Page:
While talking to other homeschool parents I have started to realise that I am not alone in my disquiet of the status-quo. However when I talk to parents of schooled children it is still all about Uni. This has made me wonder what the cost to benefit ratio of Uni really is! Here are some of my musings:

Recently I began to realise that Tradespeople make a LOT of money! (Of course I have seen this from a far but never really considered it and let it sink in). There is some urban myth out there that if you get a degree you earn more money, and I am starting to realise that that is just not true.

This has lead me to question why there is such a push towards Uni, if a Trade, or other career path may be just as well paid. Which made me question what is success? If a person finds a job/career path that they enjoy, it pays them enough to live, and they have a fulfilling homelife as well would that not be considered a successful life? Is a Uni degree an essential part of this equation?

"Oh but it give you more options", I hear you say. But does it really. I know LOTS of people who have degrees and once they finished they didnt like the field they had chose, or they couldnt get work in said field, or they enjoyed it for a while but then had to change because of life circumstance (eg: my friend who trained as a nurses and then her back gave out and she had to change careers).

When I worked for Optus there were several people in our area that had degrees (even double or triple degrees) and had given up their chosen careers to work in a Call centre!

So is it considered successful to spend 30 or 60 or 90 thousand dollars on a degree(s) to earn the same as someone who has not spent a cent on one? My husband earns double what my girlfriend does. She has 3 degrees and dear hubby has none. Both are equally happy with their choices, however she had the bosting power of THREE Degrees which counts for a lot in our society, but she has spent a small fortune getting to her $40,000 job and we have spent nothing. (Dear hubby climbed the corporate ladder and most courses have been paid for by his employer).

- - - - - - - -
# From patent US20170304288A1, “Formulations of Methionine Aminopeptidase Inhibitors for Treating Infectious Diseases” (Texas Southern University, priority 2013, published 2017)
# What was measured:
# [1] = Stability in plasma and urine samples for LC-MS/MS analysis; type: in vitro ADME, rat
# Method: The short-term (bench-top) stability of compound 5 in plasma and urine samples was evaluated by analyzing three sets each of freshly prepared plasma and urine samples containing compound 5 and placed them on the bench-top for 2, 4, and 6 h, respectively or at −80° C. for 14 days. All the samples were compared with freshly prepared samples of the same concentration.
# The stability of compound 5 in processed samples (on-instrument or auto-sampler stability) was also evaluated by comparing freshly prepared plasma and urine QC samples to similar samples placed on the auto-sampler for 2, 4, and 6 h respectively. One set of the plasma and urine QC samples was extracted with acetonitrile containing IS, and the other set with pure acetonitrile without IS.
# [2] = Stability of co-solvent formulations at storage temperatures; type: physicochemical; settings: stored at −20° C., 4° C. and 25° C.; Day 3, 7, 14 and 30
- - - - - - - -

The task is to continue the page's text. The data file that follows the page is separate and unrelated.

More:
Of course there are plenty of people that do a degree and find the career of choice a wonderfully fulfilling journey. I am all for that! If my kids wanted to study something because they were passionate about it, I would happily pay for them to do so. But doing a degree for the sake of some future "better job/accolades/prestige/better pay is not something I would encourage them to do.

I have also started to wonder about a young person going into debt before they even start earning money. I would like to encourage my boys to step out into the working world and decide what they enjoy before they commit to study, and while they are deciding they are making money and (if they take my advice) saving towards a house while they are still living at home. I have always believed that if you can pay off your house then you can make whatever choices you like about your career and study goals. Being financially free is the ultimate success surely??

Tuesday, September 29, 2009


Today my 16 year old passed the written component of his driving test and got his L Plates.

He has not very keen to learn to drive, primarily because it meant studying the Drivers handbook ad nauseum, and partly because he is quite happy to have me drive him around.

I have not been so enthusiastic about continuing this arrangement and so I have been pushing him for weeks to press on with his devotion to the handbook.

Well today was quite an event. I had no idea if he actually knew his stuff, but he seemed quietly confident so we went and gambled the $26 fee on the chance that he might pass. Once he passed (to all of our amazement!) we had to fork out another $47 to get his license processed. (Highway robbery!)

I offered him the keys as we headed to the car park, but he declined. As always, it will take him a while to build up the courage/enthusiasm/mental space to actually take the next step in his jouney to adulthood.

Baby step. But steps that are so exciting for me to see him taking.